[…] The Blotting Book [...] describes the devilish ingenuity with which a middle-aged barrister, of hitherto spotless reputation, contrived to cast suspicion upon his young client of having committed a murder which was in fact his own work. He was exceeding clever, but, as the event turned out, too clever for his own safety. Skillful detective work discovered the truth by means of the very things he had done to conceal his traces. The story deals chiefly with the crime and the trial; we wish the detection of the criminal had been treated in a less sketchy manner.
~The Outlook, 19/09/1908
There is more genuine workmanship in this slight detective story than in half the toilsome novels of the day, and everyone who can appreciate neat, effective, and finished artistry will enjoy to the full this clever and admirably constructed story. The story is 'the real thing'--life as it is, and crime as it occurs.
~The Daily Telegraph, quoted in endpapers to Juggernaut
The Blotting Book (1908) is much shorter than any of the previous novels, being in fact a long short story, and it is quite different in style and purpose. This attractive little book, still available nearly a century later, is a clever piece of detective fiction with the obligatory surprise ending. It cannot have taken Fred more than a weekend to write ...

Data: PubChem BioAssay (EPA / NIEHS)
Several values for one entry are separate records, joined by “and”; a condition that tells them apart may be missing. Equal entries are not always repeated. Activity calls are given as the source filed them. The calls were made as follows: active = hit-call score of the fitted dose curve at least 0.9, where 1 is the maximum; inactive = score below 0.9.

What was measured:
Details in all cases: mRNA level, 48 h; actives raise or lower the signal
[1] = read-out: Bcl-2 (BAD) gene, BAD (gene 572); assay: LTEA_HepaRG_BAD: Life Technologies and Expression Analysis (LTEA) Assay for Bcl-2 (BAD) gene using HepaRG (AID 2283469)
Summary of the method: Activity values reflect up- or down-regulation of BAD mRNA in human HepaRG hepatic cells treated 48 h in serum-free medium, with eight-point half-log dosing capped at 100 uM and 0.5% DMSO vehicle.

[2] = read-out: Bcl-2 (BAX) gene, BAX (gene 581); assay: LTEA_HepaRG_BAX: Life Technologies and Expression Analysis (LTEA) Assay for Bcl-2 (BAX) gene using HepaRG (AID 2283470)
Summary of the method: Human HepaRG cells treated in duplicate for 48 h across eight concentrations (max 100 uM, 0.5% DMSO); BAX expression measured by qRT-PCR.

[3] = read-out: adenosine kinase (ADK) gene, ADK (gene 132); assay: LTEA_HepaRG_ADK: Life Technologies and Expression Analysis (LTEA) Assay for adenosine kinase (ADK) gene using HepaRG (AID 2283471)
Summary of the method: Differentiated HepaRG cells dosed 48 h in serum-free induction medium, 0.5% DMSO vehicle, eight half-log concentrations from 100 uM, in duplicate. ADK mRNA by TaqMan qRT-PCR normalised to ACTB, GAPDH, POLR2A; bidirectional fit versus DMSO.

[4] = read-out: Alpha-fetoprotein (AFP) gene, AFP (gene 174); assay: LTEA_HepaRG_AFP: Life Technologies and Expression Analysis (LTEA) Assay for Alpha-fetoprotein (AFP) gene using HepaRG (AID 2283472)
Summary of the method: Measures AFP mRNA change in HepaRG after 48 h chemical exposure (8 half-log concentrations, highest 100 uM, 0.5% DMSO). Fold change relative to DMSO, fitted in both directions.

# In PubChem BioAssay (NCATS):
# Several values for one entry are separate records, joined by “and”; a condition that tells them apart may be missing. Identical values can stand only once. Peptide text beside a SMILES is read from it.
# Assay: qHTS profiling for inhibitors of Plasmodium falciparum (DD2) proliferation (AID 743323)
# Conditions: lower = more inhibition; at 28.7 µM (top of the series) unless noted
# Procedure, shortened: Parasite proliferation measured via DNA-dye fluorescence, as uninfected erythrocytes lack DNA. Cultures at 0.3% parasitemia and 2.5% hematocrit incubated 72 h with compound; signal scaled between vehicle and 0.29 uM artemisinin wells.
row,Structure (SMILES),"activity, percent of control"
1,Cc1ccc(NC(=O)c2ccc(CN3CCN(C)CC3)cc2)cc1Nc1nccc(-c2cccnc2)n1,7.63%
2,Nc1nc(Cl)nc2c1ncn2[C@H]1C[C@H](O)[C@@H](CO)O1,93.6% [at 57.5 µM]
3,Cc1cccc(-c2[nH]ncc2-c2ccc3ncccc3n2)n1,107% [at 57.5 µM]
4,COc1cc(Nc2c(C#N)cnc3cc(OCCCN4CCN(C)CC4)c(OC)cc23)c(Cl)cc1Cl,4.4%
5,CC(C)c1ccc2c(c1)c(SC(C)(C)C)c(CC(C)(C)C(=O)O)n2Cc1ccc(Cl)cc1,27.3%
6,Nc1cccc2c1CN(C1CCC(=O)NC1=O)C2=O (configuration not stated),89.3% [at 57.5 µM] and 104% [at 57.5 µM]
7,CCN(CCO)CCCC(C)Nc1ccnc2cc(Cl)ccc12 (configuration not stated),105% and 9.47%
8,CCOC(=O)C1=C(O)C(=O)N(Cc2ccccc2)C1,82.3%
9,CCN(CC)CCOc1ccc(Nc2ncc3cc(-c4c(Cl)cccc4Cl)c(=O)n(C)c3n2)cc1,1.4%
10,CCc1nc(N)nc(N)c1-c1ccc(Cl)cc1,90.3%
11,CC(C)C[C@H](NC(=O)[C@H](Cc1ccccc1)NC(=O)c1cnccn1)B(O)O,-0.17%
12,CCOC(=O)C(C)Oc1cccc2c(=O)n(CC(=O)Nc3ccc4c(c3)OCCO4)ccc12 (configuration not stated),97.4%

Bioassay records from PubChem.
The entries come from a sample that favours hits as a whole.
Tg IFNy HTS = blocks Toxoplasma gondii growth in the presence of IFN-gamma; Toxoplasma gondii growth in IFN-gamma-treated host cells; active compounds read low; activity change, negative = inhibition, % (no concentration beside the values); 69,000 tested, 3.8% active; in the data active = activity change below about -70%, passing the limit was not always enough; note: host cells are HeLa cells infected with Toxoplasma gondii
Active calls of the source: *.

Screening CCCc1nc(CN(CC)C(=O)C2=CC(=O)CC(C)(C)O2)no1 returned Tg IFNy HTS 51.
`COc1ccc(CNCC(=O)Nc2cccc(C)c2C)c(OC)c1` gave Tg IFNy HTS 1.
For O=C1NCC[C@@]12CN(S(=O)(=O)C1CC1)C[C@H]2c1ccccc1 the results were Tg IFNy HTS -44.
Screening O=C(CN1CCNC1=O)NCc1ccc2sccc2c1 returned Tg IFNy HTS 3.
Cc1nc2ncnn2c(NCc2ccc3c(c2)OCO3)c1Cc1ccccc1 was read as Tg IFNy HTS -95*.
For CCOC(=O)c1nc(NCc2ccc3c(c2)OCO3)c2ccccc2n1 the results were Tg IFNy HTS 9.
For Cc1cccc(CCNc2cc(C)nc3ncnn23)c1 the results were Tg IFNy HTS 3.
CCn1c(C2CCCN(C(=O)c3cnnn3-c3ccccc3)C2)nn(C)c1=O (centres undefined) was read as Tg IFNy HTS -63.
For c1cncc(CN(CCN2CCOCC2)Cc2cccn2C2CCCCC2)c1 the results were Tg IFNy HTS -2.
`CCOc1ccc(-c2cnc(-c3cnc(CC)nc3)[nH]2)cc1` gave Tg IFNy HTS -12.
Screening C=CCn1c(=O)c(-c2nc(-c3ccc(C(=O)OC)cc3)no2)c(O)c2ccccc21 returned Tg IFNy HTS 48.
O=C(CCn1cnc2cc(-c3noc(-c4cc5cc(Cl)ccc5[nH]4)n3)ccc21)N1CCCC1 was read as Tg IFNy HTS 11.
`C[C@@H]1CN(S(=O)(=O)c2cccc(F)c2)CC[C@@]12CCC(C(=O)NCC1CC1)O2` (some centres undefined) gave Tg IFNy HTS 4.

~Brian Masters in The Life of E. F. Benson, 1991
This little 1908 novel is the story of a murder; rather unexpected from E.F. Benson [...]. Morris Assheton is a young man from a wealthy background; his inheritance is held in trust until his twenty-fifth birthday, unless he marries before that date. The trustees are Mr Taynton and Mr Mills, the family solicitors. Mr Taynton is an agreeable, avuncular sort; charitable, religious and fond of his routines, he contrasts with the much pricklier Mr Mills. Beneath the surface, however, they are more alike, since they have made some ill-advised speculations with Morris's money, hoping for personal profits. When it becomes clear that Morris is in love, and likely to marry, Taynton becomes alarmed. Can he buy enough time to restore Morris's inheritance, ensure his reputation and his prospects for a comfortable retirement?
The novel is set in Brighton [...] and many of the locations are still recognisable, although the murder scene, a quiet path over the downs from Falmer to Brighton, is much less rural nowadays and probably less conducive to violent crime. Benson's book is not really a whodunit ~ it's fairly obvious who the murderer is ~ but it still makes use of typical tools of the genre. Letters, railway timetables, calendars and the eponymous blotting book are all either clues or misdirections. Again, while the book doesn't include the psychological analysis you get in Golden Age detective fiction, it is interested in the boundaries between fantasy, memory and forgetting.
I thought Benson could have done more with the character of Mrs Assheton, Morris's mother ~ she felt very undeveloped to me, particularly in the context of Benson's more famous female characters ~ and the mouth-breathing Superintendent Figgis is a caricature. But the social milieu ~ upper-class luxury on the Edwardian scale ~ is very well evoked, and the book is an enjoyable, if slight, read. [...]